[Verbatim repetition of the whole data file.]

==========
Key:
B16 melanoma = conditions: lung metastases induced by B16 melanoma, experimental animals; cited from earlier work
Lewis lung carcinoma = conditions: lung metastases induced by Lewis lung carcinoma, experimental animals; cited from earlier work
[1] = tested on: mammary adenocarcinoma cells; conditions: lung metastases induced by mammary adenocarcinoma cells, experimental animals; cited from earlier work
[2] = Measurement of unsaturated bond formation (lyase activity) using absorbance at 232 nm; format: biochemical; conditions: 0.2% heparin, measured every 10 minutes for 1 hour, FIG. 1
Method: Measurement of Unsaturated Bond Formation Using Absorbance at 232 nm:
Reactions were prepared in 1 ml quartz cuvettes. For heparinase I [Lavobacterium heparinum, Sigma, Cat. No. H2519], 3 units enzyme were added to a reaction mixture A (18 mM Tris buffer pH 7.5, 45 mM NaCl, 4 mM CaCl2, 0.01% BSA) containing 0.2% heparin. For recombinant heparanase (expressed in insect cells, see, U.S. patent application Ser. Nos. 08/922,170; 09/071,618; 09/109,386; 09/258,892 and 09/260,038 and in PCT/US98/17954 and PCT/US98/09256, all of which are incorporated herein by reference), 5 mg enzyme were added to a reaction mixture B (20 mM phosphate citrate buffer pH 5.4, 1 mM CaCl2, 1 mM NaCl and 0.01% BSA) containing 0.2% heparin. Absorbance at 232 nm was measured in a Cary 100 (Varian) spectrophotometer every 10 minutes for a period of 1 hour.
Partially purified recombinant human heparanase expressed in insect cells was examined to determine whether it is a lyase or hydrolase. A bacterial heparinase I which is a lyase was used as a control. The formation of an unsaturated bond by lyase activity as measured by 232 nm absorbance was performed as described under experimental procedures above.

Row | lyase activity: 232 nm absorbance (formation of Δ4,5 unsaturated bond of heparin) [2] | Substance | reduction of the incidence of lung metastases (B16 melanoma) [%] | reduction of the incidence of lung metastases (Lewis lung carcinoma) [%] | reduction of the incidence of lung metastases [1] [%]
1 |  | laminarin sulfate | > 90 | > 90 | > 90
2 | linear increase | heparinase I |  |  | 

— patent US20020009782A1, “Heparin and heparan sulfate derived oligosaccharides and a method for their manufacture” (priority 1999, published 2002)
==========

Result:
Key:
B16 melanoma = conditions: lung metastases induced by B16 melanoma, experimental animals; cited from earlier work
Lewis lung carcinoma = conditions: lung metastases induced by Lewis lung carcinoma, experimental animals; cited from earlier work
[1] = tested on: mammary adenocarcinoma cells; conditions: lung metastases induced by mammary adenocarcinoma cells, experimental animals; cited from earlier work
[2] = Measurement of unsaturated bond formation (lyase activity) using absorbance at 232 nm; format: biochemical; conditions: 0.2% heparin, measured every 10 minutes for 1 hour, FIG. 1
Method: Measurement of Unsaturated Bond Formation Using Absorbance at 232 nm:
Reactions were prepared in 1 ml quartz cuvettes. For heparinase I [Lavobacterium heparinum, Sigma, Cat. No. H2519], 3 units enzyme were added to a reaction mixture A (18 mM Tris buffer pH 7.5, 45 mM NaCl, 4 mM CaCl2, 0.01% BSA) containing 0.2% heparin. For recombinant heparanase (expressed in insect cells, see, U.S. patent application Ser. Nos. 08/922,170; 09/071,618; 09/109,386; 09/258,892 and 09/260,038 and in PCT/US98/17954 and PCT/US98/09256, all of which are incorporated herein by reference), 5 mg enzyme were added to a reaction mixture B (20 mM phosphate citrate buffer pH 5.4, 1 mM CaCl2, 1 mM NaCl and 0.01% BSA) containing 0.2% heparin. Absorbance at 232 nm was measured in a Cary 100 (Varian) spectrophotometer every 10 minutes for a period of 1 hour.
Partially purified recombinant human heparanase expressed in insect cells was examined to determine whether it is a lyase or hydrolase. A bacterial heparinase I which is a lyase was used as a control. The formation of an unsaturated bond by lyase activity as measured by 232 nm absorbance was performed as described under experimental procedures above.

Row | lyase activity: 232 nm absorbance (formation of Δ4,5 unsaturated bond of heparin) [2] | Substance | reduction of the incidence of lung metastases (B16 melanoma) [%] | reduction of the incidence of lung metastases (Lewis lung carcinoma) [%] | reduction of the incidence of lung metastases [1] [%]
1 |  | laminarin sulfate | > 90 | > 90 | > 90
2 | linear increase | heparinase I |  |  | 

— patent US20020009782A1, “Heparin and heparan sulfate derived oligosaccharides and a method for their manufacture” (priority 1999, published 2002)